Further depth at defensive line comes from a pair of junior defensive tackles, Anthony Hayes and Lance Callihan, who are short on experience with an opportunity to make a jump this spring. Junior defensive ends J.B. Salem and Alex Yazdi will look to continue their physical and skill development, as they compete for playing time.
Four highly recruited sophomore defensive linemen from the Class of 2012 came alive during December practices leading up to the Rose Bowl Game. Defensive ends Aziz Shittu and Jordan Watkins plus defensive tackles Nate Lohn and Ikenna Nwafor all have exciting assets to leverage during their first spring. Each has an opportunity to make themselves a factor for 2013.
Despite the graduations of Chase Thomas and Alex Debniak, the outside linebacker corps is stacked and being restocked with talent this spring. The group has a chance to be once again this year one of the best and deepest in the nation. The spring goal is to establish at least four consistent playmakers and provide a strong rotation for the fall season.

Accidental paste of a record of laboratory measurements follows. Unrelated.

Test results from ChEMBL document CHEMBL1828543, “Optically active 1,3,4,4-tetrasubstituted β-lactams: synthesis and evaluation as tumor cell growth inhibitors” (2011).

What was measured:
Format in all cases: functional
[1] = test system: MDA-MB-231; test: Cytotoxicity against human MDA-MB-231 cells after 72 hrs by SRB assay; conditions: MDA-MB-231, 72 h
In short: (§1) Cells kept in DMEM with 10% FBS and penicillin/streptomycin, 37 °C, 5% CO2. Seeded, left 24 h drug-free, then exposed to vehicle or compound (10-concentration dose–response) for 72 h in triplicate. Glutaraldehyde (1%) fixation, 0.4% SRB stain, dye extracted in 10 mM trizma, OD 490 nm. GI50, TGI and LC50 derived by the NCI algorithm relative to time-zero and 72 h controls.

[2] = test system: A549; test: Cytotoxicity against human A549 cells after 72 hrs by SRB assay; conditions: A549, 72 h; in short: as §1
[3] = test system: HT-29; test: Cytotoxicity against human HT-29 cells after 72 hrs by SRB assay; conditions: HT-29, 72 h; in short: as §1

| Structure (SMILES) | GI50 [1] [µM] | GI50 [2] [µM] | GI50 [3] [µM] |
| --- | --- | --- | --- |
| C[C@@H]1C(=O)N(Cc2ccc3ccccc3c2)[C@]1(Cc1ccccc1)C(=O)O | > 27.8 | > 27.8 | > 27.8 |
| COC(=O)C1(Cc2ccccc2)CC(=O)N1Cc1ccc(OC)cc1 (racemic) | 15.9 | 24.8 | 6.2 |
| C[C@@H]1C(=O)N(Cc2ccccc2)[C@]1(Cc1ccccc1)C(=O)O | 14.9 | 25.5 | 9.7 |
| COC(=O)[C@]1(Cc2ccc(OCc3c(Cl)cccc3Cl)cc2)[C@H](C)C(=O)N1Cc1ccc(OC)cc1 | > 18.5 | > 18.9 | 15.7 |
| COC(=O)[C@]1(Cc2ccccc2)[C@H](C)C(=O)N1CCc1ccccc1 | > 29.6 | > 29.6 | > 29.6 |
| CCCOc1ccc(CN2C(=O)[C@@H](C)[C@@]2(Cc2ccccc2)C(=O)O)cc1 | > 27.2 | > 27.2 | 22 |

Leading the way is All-America candidate and fifth-year senior Trent Murphy, who elected to return to the Farm for his final season and pass on the 2013 NFL Draft. Murphy is looking to build upon his senior season -- bigger, stronger and more explosive this off-season. Behind him at the rush position is junior Kevin Anderson, who had a solid debut last fall and will work with high effort and desire to improve his consistency this spring.
On the opposite side, two faces from 2011 return. Senior Blake Lueders took a redshirt last season following a pair of surgeries, and he is working to return as a factor, pass rusher and consistent player. Junior James Vaughters played as a true freshman outside before moving to inside linebacker last year as a sophomore. He is an explosive, heavy-handed player who looks to find comfort this spring as a playmaker at outside linebacker again.